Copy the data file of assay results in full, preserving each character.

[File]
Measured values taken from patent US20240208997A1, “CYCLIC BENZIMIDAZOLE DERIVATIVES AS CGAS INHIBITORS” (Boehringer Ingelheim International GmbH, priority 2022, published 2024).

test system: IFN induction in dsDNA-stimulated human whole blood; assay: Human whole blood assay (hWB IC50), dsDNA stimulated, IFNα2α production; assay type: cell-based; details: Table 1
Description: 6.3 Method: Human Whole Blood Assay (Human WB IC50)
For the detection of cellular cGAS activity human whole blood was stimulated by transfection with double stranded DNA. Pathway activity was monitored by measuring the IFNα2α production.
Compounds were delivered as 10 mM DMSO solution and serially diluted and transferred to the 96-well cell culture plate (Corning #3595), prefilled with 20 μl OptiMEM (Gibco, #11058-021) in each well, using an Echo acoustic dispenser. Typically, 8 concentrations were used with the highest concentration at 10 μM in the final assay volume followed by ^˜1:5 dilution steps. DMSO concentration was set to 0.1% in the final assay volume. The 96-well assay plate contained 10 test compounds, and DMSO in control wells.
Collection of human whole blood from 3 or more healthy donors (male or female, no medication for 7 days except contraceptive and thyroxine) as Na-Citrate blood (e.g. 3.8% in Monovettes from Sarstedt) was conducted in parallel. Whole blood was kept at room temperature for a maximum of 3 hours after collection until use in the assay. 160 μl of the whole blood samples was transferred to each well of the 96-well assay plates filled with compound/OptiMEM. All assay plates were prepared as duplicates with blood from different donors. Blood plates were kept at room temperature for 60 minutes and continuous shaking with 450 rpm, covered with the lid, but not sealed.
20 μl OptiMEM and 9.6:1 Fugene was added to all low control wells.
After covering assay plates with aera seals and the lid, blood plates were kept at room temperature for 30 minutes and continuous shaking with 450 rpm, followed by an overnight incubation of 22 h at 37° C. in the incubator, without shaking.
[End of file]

Measured values taken from patent US20240208997A1, “CYCLIC BENZIMIDAZOLE DERIVATIVES AS CGAS INHIBITORS” (Boehringer Ingelheim International GmbH, priority 2022, published 2024).

test system: IFN induction in dsDNA-stimulated human whole blood; assay: Human whole blood assay (hWB IC50), dsDNA stimulated, IFNα2α production; assay type: cell-based; details: Table 1
Description: 6.3 Method: Human Whole Blood Assay (Human WB IC50)
For the detection of cellular cGAS activity human whole blood was stimulated by transfection with double stranded DNA. Pathway activity was monitored by measuring the IFNα2α production.
Compounds were delivered as 10 mM DMSO solution and serially diluted and transferred to the 96-well cell culture plate (Corning #3595), prefilled with 20 μl OptiMEM (Gibco, #11058-021) in each well, using an Echo acoustic dispenser. Typically, 8 concentrations were used with the highest concentration at 10 μM in the final assay volume followed by ^˜1:5 dilution steps. DMSO concentration was set to 0.1% in the final assay volume. The 96-well assay plate contained 10 test compounds, and DMSO in control wells.
Collection of human whole blood from 3 or more healthy donors (male or female, no medication for 7 days except contraceptive and thyroxine) as Na-Citrate blood (e.g. 3.8% in Monovettes from Sarstedt) was conducted in parallel. Whole blood was kept at room temperature for a maximum of 3 hours after collection until use in the assay. 160 μl of the whole blood samples was transferred to each well of the 96-well assay plates filled with compound/OptiMEM. All assay plates were prepared as duplicates with blood from different donors. Blood plates were kept at room temperature for 60 minutes and continuous shaking with 450 rpm, covered with the lid, but not sealed.
20 μl OptiMEM and 9.6:1 Fugene was added to all low control wells.
After covering assay plates with aera seals and the lid, blood plates were kept at room temperature for 30 minutes and continuous shaking with 450 rpm, followed by an overnight incubation of 22 h at 37° C. in the incubator, without shaking.